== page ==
[swift-evolution] ABI in Layman's terms?
brent at architechies.com
Thu Aug 11 17:50:40 CDT 2016
> On Aug 11, 2016, at 1:57 PM, Slava Pestov via swift-evolution <swift-evolution at swift.org> wrote:
>> Here's a document outlining what will be ABI compatible and what will not -- keep in mind that a good chunk of this is not yet implemented:
> As a follow-up explanation, when we talk about the ABI, we're really talking about three orthogonal "axes" along which we would like to "move" without breaking compatibility with existing binaries:
> - The first axis is the machine-level calling conventions and memory layout. For example, what registers to pass function arguments and returns in, the rules for alignment and padding of fields in an aggregate type, which entry points the Swift runtime exports and what their behavior should be. Once we commit to a stable ABI along this axis, you will get interoperability between *compiler versions* -- the same exact library built with one version of the compiler will remain compatible with clients after being recompiled with another version, because their conventions will match up. Note that this does not help you if the library itself changes in any way.
> - The second axis is the resilience work I called out in my previous e-mail. Here, we're trying to define language features and implementation techniques that allow a library to evolve in a forward-compatible manner, as long as the developer follows certain guidelines. Here, the goal is if you should be able to compile your library, make some changes to add new APIs, and recompile it *with the same compiler*, without breaking downstream clients, as long as you follow the library evolution guidelines (Also, you can imagine one day having an 'ABI diff' tool to automate this).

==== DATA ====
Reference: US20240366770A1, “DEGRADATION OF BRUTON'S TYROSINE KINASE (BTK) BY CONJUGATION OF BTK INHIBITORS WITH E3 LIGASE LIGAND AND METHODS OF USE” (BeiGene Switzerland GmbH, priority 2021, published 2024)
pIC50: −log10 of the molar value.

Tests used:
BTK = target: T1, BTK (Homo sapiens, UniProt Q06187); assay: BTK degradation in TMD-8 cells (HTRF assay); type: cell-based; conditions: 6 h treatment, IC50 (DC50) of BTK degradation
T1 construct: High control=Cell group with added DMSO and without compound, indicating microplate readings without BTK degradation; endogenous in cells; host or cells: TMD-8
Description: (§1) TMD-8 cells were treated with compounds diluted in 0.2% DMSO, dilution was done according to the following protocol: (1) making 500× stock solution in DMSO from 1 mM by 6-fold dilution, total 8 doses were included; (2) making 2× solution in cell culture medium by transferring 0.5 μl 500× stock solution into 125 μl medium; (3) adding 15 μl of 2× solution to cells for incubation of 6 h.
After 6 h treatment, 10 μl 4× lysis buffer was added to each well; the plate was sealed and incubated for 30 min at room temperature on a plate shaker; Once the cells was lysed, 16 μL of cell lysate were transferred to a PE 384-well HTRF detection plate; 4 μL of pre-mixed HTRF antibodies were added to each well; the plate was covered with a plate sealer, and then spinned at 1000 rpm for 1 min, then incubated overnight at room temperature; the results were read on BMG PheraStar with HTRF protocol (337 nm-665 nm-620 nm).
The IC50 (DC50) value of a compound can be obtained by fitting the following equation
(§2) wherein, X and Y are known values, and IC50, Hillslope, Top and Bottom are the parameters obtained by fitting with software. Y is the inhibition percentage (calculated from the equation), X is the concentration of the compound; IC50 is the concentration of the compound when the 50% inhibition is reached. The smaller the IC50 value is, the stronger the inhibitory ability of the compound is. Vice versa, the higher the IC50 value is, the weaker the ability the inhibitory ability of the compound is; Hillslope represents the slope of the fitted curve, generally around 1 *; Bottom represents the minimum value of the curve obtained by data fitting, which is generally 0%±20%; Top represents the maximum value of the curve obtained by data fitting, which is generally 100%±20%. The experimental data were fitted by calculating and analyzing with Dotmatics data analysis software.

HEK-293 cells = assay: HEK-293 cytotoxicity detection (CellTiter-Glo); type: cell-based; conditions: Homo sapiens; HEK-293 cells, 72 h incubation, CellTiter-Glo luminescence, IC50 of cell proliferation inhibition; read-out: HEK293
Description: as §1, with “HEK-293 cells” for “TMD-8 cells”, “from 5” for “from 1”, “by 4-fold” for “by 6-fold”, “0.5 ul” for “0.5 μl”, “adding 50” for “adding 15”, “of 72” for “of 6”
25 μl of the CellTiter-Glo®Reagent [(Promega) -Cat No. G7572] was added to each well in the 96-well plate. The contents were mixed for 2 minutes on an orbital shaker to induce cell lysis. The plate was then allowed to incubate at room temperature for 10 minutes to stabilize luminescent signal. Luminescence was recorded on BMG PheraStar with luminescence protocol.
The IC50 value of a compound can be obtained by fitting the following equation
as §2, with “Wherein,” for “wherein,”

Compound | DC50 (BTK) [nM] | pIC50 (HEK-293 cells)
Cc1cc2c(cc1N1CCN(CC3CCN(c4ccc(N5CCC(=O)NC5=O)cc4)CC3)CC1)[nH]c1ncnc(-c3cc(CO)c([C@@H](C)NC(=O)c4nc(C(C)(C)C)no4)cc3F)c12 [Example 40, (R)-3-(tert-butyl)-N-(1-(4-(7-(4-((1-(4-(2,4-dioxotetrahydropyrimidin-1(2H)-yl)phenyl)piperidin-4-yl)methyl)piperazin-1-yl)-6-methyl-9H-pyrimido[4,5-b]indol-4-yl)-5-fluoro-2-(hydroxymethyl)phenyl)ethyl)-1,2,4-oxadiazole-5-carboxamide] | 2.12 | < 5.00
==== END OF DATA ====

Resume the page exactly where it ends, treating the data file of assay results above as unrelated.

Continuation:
> - The third axis is the standard library itself. Stability of runtime interfaces and the extra indirection to enable resilience is all great, but it won't help you as long as the standard library API is evolving in a non-backwards compatible manner -- for example, if we remove a method on String. So once the other two areas have been addressed, the last thing to lock down is the standard library interface itself.
I think perhaps the other thing that might matter here is that we can always add to the ABI in backwards-compatible ways. So, for instance, we don't have to nail down all generics features immediately just because they affect the ABI; we just need to nail down the ABIs of existing features, plus any new features which will change the design of existing standard library features. If we ever add, say, higher-kinded types, they will certainly have some kind of representation in the ABI, but as long as they don't affect the binary representation of non-higher-kinded types, that won't really affect compatibility with existing code.
Similarly, there's a straightforward way to implement COWed structs in a backwards compatible way: treat them as a struct wrapping a reference to an object containing the data. As long as the compiler implements COWed structs in that fashion, or in any other way that's expressible in the existing ABI, COW structs are only an issue if we redesign inlineable parts of the standard library to use them.
(Correct me if I'm wrong, because I might be, but that's the impression I have.)
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